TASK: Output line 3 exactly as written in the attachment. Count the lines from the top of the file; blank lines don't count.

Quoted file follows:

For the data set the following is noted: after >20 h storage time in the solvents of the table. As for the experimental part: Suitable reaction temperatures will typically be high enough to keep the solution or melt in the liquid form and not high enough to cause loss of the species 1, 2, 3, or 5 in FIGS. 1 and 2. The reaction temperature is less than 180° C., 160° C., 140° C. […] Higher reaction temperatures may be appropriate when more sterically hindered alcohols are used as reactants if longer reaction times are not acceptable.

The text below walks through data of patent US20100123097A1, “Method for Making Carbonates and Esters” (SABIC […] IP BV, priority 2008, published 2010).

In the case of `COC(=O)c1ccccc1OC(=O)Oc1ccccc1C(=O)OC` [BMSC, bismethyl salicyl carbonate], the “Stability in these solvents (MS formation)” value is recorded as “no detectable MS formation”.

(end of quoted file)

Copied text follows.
In the case of `COC(=O)c1ccccc1OC(=O)Oc1ccccc1C(=O)OC` [BMSC, bismethyl salicyl carbonate], the “Stability in these solvents (MS formation)” value is recorded as “no detectable MS formation”.